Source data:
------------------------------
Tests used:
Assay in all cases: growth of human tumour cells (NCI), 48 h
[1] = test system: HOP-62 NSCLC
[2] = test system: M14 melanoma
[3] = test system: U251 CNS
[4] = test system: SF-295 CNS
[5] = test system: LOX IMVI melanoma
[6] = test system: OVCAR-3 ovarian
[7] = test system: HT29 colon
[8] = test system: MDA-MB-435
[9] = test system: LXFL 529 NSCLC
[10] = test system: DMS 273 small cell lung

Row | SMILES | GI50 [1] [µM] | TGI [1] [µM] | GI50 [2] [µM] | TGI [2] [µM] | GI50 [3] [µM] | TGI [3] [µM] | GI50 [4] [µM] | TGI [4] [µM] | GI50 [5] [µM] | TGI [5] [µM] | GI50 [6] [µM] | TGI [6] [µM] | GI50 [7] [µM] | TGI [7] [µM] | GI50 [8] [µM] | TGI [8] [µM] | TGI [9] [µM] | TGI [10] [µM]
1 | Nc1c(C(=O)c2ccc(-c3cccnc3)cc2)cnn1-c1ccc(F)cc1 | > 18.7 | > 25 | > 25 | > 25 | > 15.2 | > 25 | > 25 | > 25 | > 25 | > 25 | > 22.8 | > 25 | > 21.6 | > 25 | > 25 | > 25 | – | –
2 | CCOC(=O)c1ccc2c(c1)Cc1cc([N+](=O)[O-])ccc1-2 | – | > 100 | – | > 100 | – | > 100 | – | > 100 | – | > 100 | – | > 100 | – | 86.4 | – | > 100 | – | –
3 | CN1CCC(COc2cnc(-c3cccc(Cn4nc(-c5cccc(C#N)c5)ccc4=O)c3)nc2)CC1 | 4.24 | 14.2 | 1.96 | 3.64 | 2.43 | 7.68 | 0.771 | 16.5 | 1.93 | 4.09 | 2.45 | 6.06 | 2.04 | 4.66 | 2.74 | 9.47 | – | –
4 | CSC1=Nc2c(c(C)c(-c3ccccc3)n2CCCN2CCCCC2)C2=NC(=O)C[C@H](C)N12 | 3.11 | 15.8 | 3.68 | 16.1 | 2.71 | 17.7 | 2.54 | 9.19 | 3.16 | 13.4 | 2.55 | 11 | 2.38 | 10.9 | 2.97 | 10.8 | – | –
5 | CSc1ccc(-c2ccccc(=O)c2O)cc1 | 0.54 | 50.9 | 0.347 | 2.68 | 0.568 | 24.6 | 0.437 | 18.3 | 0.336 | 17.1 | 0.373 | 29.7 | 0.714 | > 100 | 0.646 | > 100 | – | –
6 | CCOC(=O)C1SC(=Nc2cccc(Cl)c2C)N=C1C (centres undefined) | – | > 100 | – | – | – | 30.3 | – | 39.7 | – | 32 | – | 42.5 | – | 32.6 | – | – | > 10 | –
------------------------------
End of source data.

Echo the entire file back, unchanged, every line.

Tests used:
Assay in all cases: growth of human tumour cells (NCI), 48 h
[1] = test system: HOP-62 NSCLC
[2] = test system: M14 melanoma
[3] = test system: U251 CNS
[4] = test system: SF-295 CNS
[5] = test system: LOX IMVI melanoma
[6] = test system: OVCAR-3 ovarian
[7] = test system: HT29 colon
[8] = test system: MDA-MB-435
[9] = test system: LXFL 529 NSCLC
[10] = test system: DMS 273 small cell lung

Row | SMILES | GI50 [1] [µM] | TGI [1] [µM] | GI50 [2] [µM] | TGI [2] [µM] | GI50 [3] [µM] | TGI [3] [µM] | GI50 [4] [µM] | TGI [4] [µM] | GI50 [5] [µM] | TGI [5] [µM] | GI50 [6] [µM] | TGI [6] [µM] | GI50 [7] [µM] | TGI [7] [µM] | GI50 [8] [µM] | TGI [8] [µM] | TGI [9] [µM] | TGI [10] [µM]
1 | Nc1c(C(=O)c2ccc(-c3cccnc3)cc2)cnn1-c1ccc(F)cc1 | > 18.7 | > 25 | > 25 | > 25 | > 15.2 | > 25 | > 25 | > 25 | > 25 | > 25 | > 22.8 | > 25 | > 21.6 | > 25 | > 25 | > 25 | – | –
2 | CCOC(=O)c1ccc2c(c1)Cc1cc([N+](=O)[O-])ccc1-2 | – | > 100 | – | > 100 | – | > 100 | – | > 100 | – | > 100 | – | > 100 | – | 86.4 | – | > 100 | – | –
3 | CN1CCC(COc2cnc(-c3cccc(Cn4nc(-c5cccc(C#N)c5)ccc4=O)c3)nc2)CC1 | 4.24 | 14.2 | 1.96 | 3.64 | 2.43 | 7.68 | 0.771 | 16.5 | 1.93 | 4.09 | 2.45 | 6.06 | 2.04 | 4.66 | 2.74 | 9.47 | – | –
4 | CSC1=Nc2c(c(C)c(-c3ccccc3)n2CCCN2CCCCC2)C2=NC(=O)C[C@H](C)N12 | 3.11 | 15.8 | 3.68 | 16.1 | 2.71 | 17.7 | 2.54 | 9.19 | 3.16 | 13.4 | 2.55 | 11 | 2.38 | 10.9 | 2.97 | 10.8 | – | –
5 | CSc1ccc(-c2ccccc(=O)c2O)cc1 | 0.54 | 50.9 | 0.347 | 2.68 | 0.568 | 24.6 | 0.437 | 18.3 | 0.336 | 17.1 | 0.373 | 29.7 | 0.714 | > 100 | 0.646 | > 100 | – | –
6 | CCOC(=O)C1SC(=Nc2cccc(Cl)c2C)N=C1C (centres undefined) | – | > 100 | – | – | – | 30.3 | – | 39.7 | – | 32 | – | 42.5 | – | 32.6 | – | – | > 10 | –